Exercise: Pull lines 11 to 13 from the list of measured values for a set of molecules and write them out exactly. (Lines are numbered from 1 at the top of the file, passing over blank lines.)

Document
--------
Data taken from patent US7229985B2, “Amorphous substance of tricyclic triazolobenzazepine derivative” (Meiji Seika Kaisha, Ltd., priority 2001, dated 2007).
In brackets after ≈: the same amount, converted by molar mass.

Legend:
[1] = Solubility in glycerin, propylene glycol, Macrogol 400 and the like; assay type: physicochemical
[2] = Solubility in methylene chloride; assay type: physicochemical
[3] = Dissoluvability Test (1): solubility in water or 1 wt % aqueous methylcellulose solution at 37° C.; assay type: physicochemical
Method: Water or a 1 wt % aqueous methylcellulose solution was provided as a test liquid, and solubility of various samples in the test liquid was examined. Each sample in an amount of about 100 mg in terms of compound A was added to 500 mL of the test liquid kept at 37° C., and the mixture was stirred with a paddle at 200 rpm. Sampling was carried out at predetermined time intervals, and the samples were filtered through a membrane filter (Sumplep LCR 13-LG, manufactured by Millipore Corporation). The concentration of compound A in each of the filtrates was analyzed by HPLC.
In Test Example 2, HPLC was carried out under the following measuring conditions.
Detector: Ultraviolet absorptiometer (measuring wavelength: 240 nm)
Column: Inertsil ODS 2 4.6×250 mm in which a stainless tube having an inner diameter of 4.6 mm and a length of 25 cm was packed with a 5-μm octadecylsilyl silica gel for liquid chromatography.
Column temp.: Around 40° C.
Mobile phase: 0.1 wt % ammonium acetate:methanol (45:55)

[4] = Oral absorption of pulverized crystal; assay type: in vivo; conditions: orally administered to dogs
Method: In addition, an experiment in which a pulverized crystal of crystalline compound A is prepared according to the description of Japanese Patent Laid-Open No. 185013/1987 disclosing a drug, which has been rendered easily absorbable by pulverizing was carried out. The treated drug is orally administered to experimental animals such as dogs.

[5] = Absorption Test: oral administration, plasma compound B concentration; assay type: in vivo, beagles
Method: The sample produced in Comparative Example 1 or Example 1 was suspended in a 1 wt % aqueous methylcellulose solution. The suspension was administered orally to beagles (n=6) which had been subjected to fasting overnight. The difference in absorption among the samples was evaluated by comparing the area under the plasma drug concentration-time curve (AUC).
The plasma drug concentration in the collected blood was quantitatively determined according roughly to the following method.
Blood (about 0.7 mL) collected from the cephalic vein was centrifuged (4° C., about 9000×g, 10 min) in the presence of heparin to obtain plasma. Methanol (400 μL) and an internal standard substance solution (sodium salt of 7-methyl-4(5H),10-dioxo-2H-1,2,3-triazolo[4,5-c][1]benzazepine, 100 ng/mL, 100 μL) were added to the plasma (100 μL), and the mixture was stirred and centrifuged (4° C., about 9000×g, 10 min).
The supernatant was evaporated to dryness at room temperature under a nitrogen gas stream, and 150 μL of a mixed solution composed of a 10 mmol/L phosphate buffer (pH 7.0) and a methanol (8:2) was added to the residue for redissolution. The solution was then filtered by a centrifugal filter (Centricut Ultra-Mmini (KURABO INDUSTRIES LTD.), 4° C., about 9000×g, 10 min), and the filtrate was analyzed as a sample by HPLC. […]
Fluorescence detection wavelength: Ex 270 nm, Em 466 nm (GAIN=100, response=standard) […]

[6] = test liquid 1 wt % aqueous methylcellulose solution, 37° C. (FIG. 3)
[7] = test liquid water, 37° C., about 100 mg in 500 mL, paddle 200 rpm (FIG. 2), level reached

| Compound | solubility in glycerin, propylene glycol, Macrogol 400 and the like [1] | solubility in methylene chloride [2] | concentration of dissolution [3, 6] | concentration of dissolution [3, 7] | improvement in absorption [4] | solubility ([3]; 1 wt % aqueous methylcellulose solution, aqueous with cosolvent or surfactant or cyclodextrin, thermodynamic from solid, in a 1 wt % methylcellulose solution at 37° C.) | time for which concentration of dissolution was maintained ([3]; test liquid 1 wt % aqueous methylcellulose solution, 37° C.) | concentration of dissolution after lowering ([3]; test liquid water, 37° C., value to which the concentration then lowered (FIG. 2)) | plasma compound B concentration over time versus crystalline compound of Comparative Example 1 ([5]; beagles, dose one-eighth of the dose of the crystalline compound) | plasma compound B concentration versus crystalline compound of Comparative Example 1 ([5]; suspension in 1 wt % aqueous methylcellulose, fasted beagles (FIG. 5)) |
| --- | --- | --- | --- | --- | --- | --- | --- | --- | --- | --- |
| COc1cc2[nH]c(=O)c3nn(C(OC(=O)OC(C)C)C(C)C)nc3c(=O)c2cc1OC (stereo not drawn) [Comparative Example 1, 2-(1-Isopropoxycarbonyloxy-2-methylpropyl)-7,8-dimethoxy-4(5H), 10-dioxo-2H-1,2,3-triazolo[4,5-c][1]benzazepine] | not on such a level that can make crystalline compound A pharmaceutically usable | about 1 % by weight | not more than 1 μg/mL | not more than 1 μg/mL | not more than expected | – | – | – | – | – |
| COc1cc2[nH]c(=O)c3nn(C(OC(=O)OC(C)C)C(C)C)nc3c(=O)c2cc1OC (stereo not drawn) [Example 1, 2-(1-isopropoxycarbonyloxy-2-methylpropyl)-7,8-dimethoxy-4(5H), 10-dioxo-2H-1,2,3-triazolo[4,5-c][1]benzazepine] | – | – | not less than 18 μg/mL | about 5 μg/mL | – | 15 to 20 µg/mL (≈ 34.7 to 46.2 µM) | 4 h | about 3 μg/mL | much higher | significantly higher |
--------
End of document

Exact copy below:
Column temp.: Around 40° C.
Mobile phase: 0.1 wt % ammonium acetate:methanol (45:55)

[4] = Oral absorption of pulverized crystal; assay type: in vivo; conditions: orally administered to dogs